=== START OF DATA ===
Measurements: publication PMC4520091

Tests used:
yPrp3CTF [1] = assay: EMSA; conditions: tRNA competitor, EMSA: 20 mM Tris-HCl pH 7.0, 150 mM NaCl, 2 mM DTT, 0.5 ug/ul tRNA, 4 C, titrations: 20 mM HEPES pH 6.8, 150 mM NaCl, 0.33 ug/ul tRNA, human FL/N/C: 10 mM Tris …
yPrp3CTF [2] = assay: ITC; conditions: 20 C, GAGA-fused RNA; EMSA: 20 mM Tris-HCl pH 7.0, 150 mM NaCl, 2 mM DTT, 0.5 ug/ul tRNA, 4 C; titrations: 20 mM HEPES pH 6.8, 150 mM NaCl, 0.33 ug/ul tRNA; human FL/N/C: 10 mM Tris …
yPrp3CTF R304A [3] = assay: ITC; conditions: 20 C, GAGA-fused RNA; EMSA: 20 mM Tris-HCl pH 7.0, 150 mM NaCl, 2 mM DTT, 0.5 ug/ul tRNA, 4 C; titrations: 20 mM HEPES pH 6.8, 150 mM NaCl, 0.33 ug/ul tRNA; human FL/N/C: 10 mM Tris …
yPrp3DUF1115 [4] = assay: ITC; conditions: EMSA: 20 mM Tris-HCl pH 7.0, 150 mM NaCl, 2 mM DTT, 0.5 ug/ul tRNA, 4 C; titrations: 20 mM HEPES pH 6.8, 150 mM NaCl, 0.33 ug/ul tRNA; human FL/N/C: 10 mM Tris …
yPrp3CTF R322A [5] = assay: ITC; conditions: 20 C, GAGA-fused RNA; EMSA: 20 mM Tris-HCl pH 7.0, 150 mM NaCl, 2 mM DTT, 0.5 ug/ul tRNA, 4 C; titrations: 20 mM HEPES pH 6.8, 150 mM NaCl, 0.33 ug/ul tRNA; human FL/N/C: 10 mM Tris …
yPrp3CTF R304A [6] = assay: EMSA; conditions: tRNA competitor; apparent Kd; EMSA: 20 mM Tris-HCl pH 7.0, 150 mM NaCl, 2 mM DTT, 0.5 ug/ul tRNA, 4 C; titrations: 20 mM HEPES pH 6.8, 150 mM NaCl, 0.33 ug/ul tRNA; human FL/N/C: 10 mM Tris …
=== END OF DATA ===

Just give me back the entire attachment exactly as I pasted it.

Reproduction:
Measurements: publication PMC4520091

Tests used:
yPrp3CTF [1] = assay: EMSA; conditions: tRNA competitor, EMSA: 20 mM Tris-HCl pH 7.0, 150 mM NaCl, 2 mM DTT, 0.5 ug/ul tRNA, 4 C, titrations: 20 mM HEPES pH 6.8, 150 mM NaCl, 0.33 ug/ul tRNA, human FL/N/C: 10 mM Tris …
yPrp3CTF [2] = assay: ITC; conditions: 20 C, GAGA-fused RNA; EMSA: 20 mM Tris-HCl pH 7.0, 150 mM NaCl, 2 mM DTT, 0.5 ug/ul tRNA, 4 C; titrations: 20 mM HEPES pH 6.8, 150 mM NaCl, 0.33 ug/ul tRNA; human FL/N/C: 10 mM Tris …
yPrp3CTF R304A [3] = assay: ITC; conditions: 20 C, GAGA-fused RNA; EMSA: 20 mM Tris-HCl pH 7.0, 150 mM NaCl, 2 mM DTT, 0.5 ug/ul tRNA, 4 C; titrations: 20 mM HEPES pH 6.8, 150 mM NaCl, 0.33 ug/ul tRNA; human FL/N/C: 10 mM Tris …
yPrp3DUF1115 [4] = assay: ITC; conditions: EMSA: 20 mM Tris-HCl pH 7.0, 150 mM NaCl, 2 mM DTT, 0.5 ug/ul tRNA, 4 C; titrations: 20 mM HEPES pH 6.8, 150 mM NaCl, 0.33 ug/ul tRNA; human FL/N/C: 10 mM Tris …
yPrp3CTF R322A [5] = assay: ITC; conditions: 20 C, GAGA-fused RNA; EMSA: 20 mM Tris-HCl pH 7.0, 150 mM NaCl, 2 mM DTT, 0.5 ug/ul tRNA, 4 C; titrations: 20 mM HEPES pH 6.8, 150 mM NaCl, 0.33 ug/ul tRNA; human FL/N/C: 10 mM Tris …
yPrp3CTF R304A [6] = assay: EMSA; conditions: tRNA competitor; apparent Kd; EMSA: 20 mM Tris-HCl pH 7.0, 150 mM NaCl, 2 mM DTT, 0.5 ug/ul tRNA, 4 C; titrations: 20 mM HEPES pH 6.8, 150 mM NaCl, 0.33 ug/ul tRNA; human FL/N/C: 10 mM Tris …